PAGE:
4th of July by James Patterson

In this novel, the main character, Lindsay Boxer, becomes a victim of crime. But due to moral and political issues, Lindsay has to “bear the brunt” which I think was totally unfair, for being a victim.

4th-of-July

When the murders get described in the novel, I thought of it to be senseless and then I started picking up a behavior from the murderer as to how the victims get killed. I figured that the killer might have been abused at some stage which I happened to be half right. Also, I could understand why the murder picked out his specific victims but it does not justify the killings one bit. Honestly, I almost felt sorry for the murderer for a moment as I thought the murderer to have a psychological problem due to past events.

I had my suspicion on a character which I also happen to be half right about but I did not expect the ending part of the story to turn out the way it did, I did not even see it coming. In other words, the storyline was not really that predictable.

The storyline did drag a little bit for me but still it was not the slightest bit boring as it kept me thinking and kept me captivated. I could not wait to see how the story will end. I had to fight the urge not to go and read the last chapter and continue again from where I stopped.

I think for me from all the Patterson novels, this one was the least chilling. I think it was sad in a way due to the justice system failing the killer but as I said, it gives no one the right to kill another human being. Overall I really enjoyed reading this novel and I would definitely recommend it.

Publishers Write-Up:

In a late-night showdown after a near-fatal chase, San Francisco Police Lieutenant Lindsay Boxer has to make an instantaneous decision: in self-defence, she fires her weapon – and sets off a chain of event that leaves a police force disgraced, an entire city divided and a family destroyed. Now everything she’s worked for her entire life hinges on the decision of twelve jurors.

To escape scrutiny during breaks from her trial, Lindsay retreats to the picturesque town of Half Moon Bay. But soon after her arrival, a string of grisly murders punches through the peaceful community. There are no witnesses. There is no discernible pattern. But a key detail reminds Lindsay of a case she worked on as a rookie years before – an unsolved murder that has haunted her ever since. As summer comes into full swing, Lindsay and her friends in the Women’s Murder Club battle for her life on two fronts: before a judge and jury as her trial comes to a climax, and facing unknown adversaries who will do anything to keep her from the truth about the killings – including killing again.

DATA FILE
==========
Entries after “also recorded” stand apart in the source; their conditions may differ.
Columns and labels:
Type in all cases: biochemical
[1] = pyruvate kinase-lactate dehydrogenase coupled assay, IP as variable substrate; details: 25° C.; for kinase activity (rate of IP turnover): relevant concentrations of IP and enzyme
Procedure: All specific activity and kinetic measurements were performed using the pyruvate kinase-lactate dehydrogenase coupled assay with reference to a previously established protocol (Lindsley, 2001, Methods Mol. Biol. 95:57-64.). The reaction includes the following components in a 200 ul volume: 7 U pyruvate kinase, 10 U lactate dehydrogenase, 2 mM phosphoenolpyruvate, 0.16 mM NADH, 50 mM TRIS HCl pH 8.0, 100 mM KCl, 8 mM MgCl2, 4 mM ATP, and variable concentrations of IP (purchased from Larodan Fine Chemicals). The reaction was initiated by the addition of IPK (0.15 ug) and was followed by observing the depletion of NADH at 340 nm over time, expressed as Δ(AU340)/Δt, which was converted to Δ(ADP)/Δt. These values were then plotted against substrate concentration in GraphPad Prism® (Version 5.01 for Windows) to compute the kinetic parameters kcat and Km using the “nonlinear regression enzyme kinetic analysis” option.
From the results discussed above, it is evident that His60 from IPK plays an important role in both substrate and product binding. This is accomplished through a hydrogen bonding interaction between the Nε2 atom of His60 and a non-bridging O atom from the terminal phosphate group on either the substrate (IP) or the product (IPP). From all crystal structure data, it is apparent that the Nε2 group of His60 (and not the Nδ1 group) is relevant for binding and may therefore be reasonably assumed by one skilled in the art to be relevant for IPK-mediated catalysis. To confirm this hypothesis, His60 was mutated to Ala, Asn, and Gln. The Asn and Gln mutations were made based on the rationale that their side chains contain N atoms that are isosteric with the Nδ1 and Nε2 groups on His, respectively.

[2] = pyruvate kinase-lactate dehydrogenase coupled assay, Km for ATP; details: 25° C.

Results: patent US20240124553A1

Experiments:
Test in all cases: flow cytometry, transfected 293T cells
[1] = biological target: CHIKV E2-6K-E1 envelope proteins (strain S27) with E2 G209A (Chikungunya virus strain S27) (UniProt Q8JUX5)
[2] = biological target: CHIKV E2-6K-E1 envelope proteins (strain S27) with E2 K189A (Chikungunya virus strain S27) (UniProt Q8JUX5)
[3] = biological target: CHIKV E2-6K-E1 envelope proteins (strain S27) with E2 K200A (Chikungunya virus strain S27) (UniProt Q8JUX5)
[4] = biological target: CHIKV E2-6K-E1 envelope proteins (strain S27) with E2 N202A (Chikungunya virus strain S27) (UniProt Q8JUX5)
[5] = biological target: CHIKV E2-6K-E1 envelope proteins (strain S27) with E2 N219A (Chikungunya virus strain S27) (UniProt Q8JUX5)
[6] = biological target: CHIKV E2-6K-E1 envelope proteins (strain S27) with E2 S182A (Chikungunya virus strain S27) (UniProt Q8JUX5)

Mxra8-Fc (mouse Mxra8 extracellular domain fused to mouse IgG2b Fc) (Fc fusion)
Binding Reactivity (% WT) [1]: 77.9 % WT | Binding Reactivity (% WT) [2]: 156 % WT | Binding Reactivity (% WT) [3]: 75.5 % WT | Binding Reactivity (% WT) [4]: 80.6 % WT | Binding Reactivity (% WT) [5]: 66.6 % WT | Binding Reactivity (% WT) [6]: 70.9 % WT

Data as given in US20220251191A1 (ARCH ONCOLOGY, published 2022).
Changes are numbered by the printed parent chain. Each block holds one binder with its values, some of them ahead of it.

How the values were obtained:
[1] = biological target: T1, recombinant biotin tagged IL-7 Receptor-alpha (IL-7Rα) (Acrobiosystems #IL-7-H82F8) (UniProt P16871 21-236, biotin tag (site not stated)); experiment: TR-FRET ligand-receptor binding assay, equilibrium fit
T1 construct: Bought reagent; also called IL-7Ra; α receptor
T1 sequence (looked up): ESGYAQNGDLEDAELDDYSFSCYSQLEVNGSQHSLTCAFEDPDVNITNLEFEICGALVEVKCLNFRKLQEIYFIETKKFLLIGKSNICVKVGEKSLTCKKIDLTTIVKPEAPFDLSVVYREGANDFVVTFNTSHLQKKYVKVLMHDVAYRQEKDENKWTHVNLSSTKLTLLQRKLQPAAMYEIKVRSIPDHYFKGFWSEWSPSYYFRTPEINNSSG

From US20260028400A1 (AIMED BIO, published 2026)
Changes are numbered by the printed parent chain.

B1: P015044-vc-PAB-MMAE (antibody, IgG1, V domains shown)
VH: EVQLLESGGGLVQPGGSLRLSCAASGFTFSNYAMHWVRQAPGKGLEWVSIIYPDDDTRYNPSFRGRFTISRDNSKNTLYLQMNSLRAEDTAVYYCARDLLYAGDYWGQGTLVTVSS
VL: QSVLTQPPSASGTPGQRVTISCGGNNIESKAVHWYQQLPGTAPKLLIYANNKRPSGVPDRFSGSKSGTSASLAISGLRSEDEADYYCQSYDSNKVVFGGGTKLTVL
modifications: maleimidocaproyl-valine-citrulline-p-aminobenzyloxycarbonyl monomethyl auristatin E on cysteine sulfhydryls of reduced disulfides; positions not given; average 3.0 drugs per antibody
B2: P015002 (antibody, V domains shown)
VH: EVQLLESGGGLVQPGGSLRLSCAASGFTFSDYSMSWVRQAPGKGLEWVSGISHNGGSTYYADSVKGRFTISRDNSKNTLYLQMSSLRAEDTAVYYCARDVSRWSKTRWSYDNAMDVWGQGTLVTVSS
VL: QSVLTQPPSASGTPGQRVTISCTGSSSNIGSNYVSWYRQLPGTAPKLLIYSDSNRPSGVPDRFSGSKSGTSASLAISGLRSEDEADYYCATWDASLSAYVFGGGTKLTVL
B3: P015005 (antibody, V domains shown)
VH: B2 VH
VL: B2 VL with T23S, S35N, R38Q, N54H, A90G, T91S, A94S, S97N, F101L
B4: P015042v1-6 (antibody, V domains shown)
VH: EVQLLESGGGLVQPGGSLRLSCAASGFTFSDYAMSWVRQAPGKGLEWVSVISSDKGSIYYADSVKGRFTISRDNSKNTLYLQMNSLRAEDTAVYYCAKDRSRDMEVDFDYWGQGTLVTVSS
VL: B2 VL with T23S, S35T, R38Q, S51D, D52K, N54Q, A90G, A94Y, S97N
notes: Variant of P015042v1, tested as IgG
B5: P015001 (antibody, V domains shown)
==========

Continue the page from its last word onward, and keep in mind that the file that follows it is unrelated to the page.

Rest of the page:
What the media had to say about James Patterson:

“Brilliantly terrifying…so terrifying I had to stay up all night to finish it” – Daily Mail

“Unputdownable” – The Times

“In a word: thrilling” – Herald Sun, Melbourne, Australia

“Awesome” – Independent on Sunday

“A fine writer with a good ear for dialogue and pacing. His books are always page-turners” – Washing Times

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8 thoughts on “4th of July by James Patterson

  1. You really are a crime thriller addict 😉
    Thanks for the review and here we can see clearly that when doing book covers or publishing media comments, they always print the good ones, never the bad… (This is now assuming the caption “what the media had to say” is about this book specifically). Am i right in saying, even though you enjoyed the book it was not “thriller” or “Awesome” ?

    However I do know James Patterson is a brilliant author of crime novels and I am glad I have you to tell me which ones I should or shouldn’t read. I promise I will get to your “list” 🙂

    Dankie vir die review, meisie 🙂

    • You are right in saying that even though I did enjoy the book, however it was not as awesome as his other novels. But it was not an entire waste of my reading time as I plan to read all the books in the Women’s Murder Club Series regardless.

      Goodreads emailed me today to tell me 12th of Never is being released on the 14th of February 2013. I can’t actually wait but I have only read 4th of July, The 6th Target, 7th Heaven and 10th Anniversary. I still need to read 1-3, 5,9 and 11…

      The “what the media has to say” is not just specifically related to the book but to the author himself as well.

      I am gonna read about 3 more crime novels and I have about 2 reviews (10th Anniversary and Genesis) that I need to post. Then I am gonna change “genre” but it is difficult staying away from crime/thriller novels lol. I think I am gonna target novels based on true stories next 🙂

  2. Yes I’m like that too. When i start with a series, I tend to finish it.
    I assumed you’re “what the media has to say” is about the book in particular and not the author. Ok so that section is not media comments about the book you reviewing above.

    I find that with some books when they publish the media comments they pick out the best and for all we know that those 4 that they publish on the book covers, there could be 96 bad ones 😉

    Books are very subjective, it all depends on who reads them.

    • True like the saying goes… “Different strokes for different folks”

      However, if you are familiar with the author then I am sure you can’t be easily persuaded by what the media say and by then you would have at least know whether the person is an author of high calibre w.r.t. to the novels they have produced and then you can safely make your own assumptions…

  3. I never listen or read the media’s comments – I want to experience the book for myself. I do read sypnosis yes. That’s why we are book bloggers right? 🙂

  4. Pingback: 1st to Die by James Patterson | Book Shelves & Window Seats

  5. Pingback: The 5th Horseman by James Patterson | Book Shelves & Window Seats

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